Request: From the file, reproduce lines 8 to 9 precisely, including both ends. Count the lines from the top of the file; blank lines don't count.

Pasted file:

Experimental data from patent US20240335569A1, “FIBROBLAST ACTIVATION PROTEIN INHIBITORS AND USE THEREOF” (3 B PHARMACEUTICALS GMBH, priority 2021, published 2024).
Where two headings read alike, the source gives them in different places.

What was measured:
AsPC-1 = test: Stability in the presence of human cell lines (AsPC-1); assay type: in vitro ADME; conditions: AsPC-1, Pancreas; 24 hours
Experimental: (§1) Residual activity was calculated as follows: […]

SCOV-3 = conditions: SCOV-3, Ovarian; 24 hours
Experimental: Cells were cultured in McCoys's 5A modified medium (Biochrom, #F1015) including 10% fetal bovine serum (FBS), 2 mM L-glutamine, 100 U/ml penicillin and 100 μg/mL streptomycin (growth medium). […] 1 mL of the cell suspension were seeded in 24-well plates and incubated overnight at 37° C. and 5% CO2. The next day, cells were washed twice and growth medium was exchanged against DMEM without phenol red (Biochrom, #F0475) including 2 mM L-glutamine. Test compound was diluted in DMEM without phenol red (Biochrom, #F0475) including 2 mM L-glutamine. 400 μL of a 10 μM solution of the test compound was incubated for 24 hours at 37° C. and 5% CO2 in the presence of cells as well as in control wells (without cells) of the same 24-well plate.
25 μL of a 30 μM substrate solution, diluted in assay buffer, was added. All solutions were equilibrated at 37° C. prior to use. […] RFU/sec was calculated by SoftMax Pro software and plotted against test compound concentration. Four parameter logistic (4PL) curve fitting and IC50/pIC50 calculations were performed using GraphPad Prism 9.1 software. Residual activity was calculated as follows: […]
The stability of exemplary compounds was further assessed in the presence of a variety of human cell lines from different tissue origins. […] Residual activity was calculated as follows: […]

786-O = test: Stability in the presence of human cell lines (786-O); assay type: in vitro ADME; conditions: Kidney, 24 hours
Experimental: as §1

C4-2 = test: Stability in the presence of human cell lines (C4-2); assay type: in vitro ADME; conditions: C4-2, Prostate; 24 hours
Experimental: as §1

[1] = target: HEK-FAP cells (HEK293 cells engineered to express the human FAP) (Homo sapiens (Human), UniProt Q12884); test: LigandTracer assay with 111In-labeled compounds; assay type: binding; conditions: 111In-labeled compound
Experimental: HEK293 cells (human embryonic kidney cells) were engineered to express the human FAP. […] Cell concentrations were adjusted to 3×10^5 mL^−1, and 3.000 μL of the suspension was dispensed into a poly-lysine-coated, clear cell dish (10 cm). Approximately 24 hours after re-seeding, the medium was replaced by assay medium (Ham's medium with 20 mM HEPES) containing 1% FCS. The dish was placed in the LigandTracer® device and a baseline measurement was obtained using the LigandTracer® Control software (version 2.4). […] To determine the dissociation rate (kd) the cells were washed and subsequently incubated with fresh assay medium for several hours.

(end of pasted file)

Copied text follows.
25 μL of a 30 μM substrate solution, diluted in assay buffer, was added. All solutions were equilibrated at 37° C. prior to use. […] RFU/sec was calculated by SoftMax Pro software and plotted against test compound concentration. Four parameter logistic (4PL) curve fitting and IC50/pIC50 calculations were performed using GraphPad Prism 9.1 software. Residual activity was calculated as follows: […]
The stability of exemplary compounds was further assessed in the presence of a variety of human cell lines from different tissue origins. […] Residual activity was calculated as follows: […]